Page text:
Unorthodox comedy involving funny noises. 90m/C VHS . William Calloway, William Bronder, Jeannie Linero; D: Andrew J. Kuehn.
"Flush." VideoHound's Golden Movie Retriever. . Encyclopedia.com. (September 21, 2018). http://www.encyclopedia.com/arts/culture-magazines/flush
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Flush, published in 2005, is Carl Hiaasen's second novel aimed at a young adult audience and, like his first, Hoot, has an environmental theme. The winner of the 2006 Green Earth Award in the young adult category and the 2006 Agatha Award for best children/young adult fiction book, Flush follows the story of Noah Underwood and his family as he helps prove that a casino boat operator is illegally dumping sewage into the Florida Keys. Throughout the text, Hiaasen emphasizes the beauty and glory of nature, while underscoring the ability of people, including children, to make a difference in preserving it.
Hiaasen is a native of south Florida and an outspoken newspaper columnist for the Miami Herald. In his popular columns as well as his many novels, he speaks out against the development and transformation of the land in his beloved home state, often with a sense of humor and a touch of satire. Like his adult novels, Flush does not shy away from the darker side of the issues as well. He describes in detail how sewage is dumped into water and its effect on the nearby environment. Hiaasen also includes memorable characters, usually humorously named, like the lying bully Bull and the dirty Lice Peeking.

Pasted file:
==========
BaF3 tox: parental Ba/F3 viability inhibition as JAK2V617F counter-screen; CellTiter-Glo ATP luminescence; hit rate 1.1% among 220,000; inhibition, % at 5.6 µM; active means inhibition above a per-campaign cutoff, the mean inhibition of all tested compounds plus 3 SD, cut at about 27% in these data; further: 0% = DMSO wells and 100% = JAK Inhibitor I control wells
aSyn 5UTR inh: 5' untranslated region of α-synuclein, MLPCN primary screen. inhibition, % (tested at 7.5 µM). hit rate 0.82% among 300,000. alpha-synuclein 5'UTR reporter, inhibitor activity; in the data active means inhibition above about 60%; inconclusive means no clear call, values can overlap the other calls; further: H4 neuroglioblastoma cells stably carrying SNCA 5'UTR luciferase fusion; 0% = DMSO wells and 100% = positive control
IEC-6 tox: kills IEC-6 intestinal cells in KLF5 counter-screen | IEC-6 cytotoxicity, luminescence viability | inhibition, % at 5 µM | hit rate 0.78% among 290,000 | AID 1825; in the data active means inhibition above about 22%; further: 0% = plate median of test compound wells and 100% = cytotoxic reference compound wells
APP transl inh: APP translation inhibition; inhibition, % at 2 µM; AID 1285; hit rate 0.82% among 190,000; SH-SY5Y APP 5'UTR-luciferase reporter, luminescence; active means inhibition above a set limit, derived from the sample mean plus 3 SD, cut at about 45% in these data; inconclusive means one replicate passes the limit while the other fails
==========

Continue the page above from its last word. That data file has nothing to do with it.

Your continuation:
While Flush was not the popular smash hit that Hoot was when it was published several years earlier, the young adult novel was well liked by critics and readers. Hiaasen was lauded for his ability to weave environmental themes
relatively seamlessly into the text. Praising the book in the New York Times, Sam Swope wrote,
maybe he's just found a way to channel his anger and at the same time inspire some youngster to action, for he sneaks in an important message into this book that with any luck the censors won't notice: sometimes breaking the law is the right thing to do.
Carl Hiaasen was born in Plantation, Florida, on March 12, 1953, and raised in southern Florida with his three younger siblings. Throughout his childhood, he played near swamps, scrubland, and lagoons. His love of nature was tempered by seeing developers turn the environmentally sensitive land into houses, resorts, and malls. His father, Odel, was a lawyer who often represented such developers, while his mother, Patricia, was a teacher. Her influence led Hiaasen to grow up loving reading and the written word.